This annual series of eight debates (webinars) has the intention to expose students and the interested public to contemporary development topics. We offer a platform for reflection on current topics in the field of development to a broad public. Each topic is introduced on the basis of a presentation by a renowned speaker. A discussant sets the stage for further debate. Our guest speakers come from international institutes, civil society and academia. The discussions will be moderated by the academic staff of the Institute of Development Policy (IOB) of University of Antwerp .
Students are not expected to be debaters themselves. They are actually the spectators of the webinars, but there is room for questions at the end of each session. The focus of the course is on the academic content and understanding/analysing different perspectives, not on debating skills.
As we put a strong emphasis on the academic content, we aim at a nuanced approach to the topics.
Every year we select a different central theme. Throughout the previous years we covered private sector (2019), climate (2018), natural resources (2017) and democracy (2016).
Edition 2020: Reflecting on Decolonial Perspectives
Decolonization is a process, not an end in itself. It refers to unlearning and deconstructing hegemonic knowledge systems that characterize the Western “modern” world, and instead recognizes and replenishes the plurality of alternative ways of seeing, thinking, and being in the world. Decolonization has enormous social, economic, political, ecological and cultural implications by rethinking relationships that dismantle racial, gender, and class binaries that have been historically imposed and reinforced within Western-style development. As current events are unfolding we have seen how efforts towards decolonization have ranged from demanding for land restitution to decolonizing the university curriculums, to empowering campaigns that remove statues of infamous colonial perpetrators in our public spaces. It is also common to hear terms as decolonization of knowledge (epistemic or epistemological decolonization), decolonizing development, or decolonizing science. Yet, the meaning of decolonization is not universally agreed upon. What does decolonization entail in theory and practice?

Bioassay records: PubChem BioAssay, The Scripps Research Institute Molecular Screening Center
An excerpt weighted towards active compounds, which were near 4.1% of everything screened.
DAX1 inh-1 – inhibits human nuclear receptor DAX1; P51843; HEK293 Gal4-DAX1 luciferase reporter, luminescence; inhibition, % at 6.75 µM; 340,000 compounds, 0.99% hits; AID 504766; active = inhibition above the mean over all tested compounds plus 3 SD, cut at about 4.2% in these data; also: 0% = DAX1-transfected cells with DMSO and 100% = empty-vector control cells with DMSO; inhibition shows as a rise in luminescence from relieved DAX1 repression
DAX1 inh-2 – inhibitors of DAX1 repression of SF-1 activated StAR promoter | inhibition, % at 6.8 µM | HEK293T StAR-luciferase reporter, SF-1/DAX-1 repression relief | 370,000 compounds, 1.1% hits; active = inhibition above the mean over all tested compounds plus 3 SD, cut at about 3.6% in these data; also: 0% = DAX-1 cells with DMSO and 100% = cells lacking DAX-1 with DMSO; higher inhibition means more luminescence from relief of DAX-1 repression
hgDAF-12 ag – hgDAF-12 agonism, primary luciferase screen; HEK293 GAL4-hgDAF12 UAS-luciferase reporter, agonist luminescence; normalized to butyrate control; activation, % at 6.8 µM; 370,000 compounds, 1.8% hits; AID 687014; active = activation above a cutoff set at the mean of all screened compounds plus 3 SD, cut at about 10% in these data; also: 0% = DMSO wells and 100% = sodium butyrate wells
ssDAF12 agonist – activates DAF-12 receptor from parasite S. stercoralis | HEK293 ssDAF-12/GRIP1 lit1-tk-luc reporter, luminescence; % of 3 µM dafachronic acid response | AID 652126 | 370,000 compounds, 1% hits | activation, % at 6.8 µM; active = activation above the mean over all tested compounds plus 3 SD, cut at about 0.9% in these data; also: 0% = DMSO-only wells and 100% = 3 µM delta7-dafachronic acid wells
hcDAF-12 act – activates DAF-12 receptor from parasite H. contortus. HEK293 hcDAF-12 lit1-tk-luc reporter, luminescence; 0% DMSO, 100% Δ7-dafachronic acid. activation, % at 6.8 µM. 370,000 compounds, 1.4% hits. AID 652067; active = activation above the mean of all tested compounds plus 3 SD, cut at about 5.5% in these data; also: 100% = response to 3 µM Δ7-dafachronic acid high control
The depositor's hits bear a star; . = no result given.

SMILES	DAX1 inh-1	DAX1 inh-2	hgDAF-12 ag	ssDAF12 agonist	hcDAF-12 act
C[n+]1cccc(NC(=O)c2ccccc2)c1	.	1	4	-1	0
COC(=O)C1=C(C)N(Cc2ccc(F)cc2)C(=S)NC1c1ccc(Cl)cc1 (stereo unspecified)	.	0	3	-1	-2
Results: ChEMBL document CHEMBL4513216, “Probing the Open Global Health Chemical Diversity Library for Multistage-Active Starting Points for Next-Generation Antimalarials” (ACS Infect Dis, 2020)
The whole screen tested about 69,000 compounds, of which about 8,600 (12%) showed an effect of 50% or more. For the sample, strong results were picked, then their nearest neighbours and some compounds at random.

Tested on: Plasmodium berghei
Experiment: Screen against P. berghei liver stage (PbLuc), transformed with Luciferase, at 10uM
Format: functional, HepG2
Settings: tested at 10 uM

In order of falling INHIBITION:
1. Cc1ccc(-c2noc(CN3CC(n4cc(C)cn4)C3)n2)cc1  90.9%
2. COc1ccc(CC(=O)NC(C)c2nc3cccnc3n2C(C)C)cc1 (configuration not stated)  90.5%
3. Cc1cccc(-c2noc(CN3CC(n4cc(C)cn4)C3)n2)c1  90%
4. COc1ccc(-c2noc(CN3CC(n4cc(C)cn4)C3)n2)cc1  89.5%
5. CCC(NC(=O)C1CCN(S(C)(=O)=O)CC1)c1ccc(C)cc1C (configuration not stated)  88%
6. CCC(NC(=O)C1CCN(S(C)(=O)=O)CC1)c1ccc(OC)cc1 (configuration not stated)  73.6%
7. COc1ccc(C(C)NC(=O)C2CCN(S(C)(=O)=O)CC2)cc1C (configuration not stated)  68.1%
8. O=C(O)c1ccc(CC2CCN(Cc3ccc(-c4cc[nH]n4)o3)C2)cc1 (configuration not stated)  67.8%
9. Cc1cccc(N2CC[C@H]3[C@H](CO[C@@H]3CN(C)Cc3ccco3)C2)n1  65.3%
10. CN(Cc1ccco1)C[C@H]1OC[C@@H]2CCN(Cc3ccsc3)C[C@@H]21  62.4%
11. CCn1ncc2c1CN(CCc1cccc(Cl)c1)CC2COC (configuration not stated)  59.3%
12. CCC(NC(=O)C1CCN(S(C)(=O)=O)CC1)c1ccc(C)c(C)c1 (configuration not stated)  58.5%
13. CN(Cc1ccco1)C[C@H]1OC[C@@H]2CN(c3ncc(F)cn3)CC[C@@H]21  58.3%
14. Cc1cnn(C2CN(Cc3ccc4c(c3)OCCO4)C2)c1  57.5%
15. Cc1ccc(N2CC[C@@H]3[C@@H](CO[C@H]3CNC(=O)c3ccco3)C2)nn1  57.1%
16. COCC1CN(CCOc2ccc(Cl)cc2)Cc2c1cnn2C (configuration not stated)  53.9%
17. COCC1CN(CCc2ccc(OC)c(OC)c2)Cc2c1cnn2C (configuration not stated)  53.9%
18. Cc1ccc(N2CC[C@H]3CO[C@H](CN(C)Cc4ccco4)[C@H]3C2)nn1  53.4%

In the 2020 ‘Debating Development’ series, we seek out the most contentious issues in the relationship between development and decolonization. The intention is not to pinpoint a universal understanding of what decolonization is, but rather to put it into conversation with the multiple meanings it implies within specific contexts. To that end, we organize timely debates between academics, civil society actors and representatives from the development sector around the following challenging topics:
Introductory debate on post-development
- A decolonial critique of state building interventions
- Feminist ecologies & coloniality of the body
- A decolonial turn for development studies?
- Decolonizing ecological relations
- Decolonization and military interventions
- Gentrification and neo-colonial spatialities in the city
- The role of the diaspora in memory of the colonial past (closing debate)
The debates will be organized as webinars, each Tuesday evening from 19h00 to 21h00, from October 6 till November 24. As a student you are also welcome to join our closing ceremony in Antwerp on the role of the diaspora in memory of the colonial past, on Tuesday 1st of December, with Nadia Nsayi (political scientist and author of the book "Dochter van de Dekolonisatie") and Mohamed Barrie (founder of African Youth Organiasation - AYO). Although the closing event is not part of the course, students are encouraged to join this session as well.
More information can be found on our website: www.uantwerpen.be/debatingdevelopment